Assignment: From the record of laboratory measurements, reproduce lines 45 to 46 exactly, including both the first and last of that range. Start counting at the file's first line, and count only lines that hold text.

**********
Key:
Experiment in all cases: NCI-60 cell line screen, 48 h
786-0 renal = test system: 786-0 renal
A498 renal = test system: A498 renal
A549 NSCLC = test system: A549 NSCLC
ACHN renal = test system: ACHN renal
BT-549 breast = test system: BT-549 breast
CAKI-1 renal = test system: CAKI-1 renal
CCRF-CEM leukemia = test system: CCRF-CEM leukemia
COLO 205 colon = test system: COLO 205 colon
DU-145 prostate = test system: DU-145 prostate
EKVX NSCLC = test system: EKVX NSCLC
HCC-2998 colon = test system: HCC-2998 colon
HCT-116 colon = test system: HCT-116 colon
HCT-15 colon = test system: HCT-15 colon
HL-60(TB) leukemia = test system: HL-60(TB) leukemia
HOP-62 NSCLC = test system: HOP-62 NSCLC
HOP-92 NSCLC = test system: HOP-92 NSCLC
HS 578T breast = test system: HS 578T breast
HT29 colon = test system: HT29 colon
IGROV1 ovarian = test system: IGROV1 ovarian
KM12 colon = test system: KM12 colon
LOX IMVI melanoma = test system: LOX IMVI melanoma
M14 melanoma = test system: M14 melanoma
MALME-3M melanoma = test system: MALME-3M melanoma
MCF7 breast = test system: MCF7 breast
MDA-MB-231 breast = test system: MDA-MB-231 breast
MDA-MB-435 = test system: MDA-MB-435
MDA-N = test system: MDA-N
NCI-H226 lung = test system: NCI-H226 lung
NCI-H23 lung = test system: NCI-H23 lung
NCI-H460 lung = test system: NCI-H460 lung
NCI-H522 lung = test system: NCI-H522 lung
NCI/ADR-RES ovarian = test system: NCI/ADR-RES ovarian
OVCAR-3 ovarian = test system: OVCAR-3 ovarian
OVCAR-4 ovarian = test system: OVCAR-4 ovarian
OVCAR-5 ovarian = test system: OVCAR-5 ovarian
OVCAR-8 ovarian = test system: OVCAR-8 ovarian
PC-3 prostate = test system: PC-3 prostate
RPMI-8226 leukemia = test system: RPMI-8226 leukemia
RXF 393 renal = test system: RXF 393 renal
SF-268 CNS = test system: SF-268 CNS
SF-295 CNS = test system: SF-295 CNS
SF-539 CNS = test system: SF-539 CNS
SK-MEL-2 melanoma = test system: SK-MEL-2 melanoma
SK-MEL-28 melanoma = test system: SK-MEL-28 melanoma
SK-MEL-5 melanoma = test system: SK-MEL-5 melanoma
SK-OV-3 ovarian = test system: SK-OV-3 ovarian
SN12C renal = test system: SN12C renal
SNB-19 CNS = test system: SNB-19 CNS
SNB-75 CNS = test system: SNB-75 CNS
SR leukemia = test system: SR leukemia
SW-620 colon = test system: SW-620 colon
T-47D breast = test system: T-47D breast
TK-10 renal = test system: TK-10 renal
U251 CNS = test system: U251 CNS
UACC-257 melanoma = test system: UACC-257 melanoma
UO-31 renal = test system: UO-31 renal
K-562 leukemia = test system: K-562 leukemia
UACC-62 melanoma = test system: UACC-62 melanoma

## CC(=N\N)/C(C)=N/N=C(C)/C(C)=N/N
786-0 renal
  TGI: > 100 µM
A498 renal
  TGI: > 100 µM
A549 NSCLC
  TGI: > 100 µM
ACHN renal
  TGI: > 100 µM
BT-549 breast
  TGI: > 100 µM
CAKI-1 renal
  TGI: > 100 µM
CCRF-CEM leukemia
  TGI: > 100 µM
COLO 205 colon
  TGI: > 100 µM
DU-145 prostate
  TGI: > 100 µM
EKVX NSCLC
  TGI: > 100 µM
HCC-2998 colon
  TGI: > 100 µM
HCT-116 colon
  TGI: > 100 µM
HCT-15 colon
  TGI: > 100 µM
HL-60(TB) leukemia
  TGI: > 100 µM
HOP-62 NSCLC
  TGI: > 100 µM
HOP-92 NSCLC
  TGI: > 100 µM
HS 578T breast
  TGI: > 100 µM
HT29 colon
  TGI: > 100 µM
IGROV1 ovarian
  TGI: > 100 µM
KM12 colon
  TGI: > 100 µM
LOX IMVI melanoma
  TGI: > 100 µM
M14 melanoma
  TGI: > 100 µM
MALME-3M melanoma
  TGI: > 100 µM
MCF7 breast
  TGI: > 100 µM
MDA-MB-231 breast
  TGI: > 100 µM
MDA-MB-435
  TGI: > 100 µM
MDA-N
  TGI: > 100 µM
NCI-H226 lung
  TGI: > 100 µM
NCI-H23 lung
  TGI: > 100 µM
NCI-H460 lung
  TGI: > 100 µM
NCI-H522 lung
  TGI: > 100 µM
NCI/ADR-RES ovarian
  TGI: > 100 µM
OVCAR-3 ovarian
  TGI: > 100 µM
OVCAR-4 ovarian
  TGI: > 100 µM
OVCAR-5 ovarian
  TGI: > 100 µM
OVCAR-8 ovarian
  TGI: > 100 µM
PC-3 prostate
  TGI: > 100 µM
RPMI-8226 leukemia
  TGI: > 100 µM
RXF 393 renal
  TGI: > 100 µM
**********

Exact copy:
SK-MEL-2 melanoma = test system: SK-MEL-2 melanoma
SK-MEL-28 melanoma = test system: SK-MEL-28 melanoma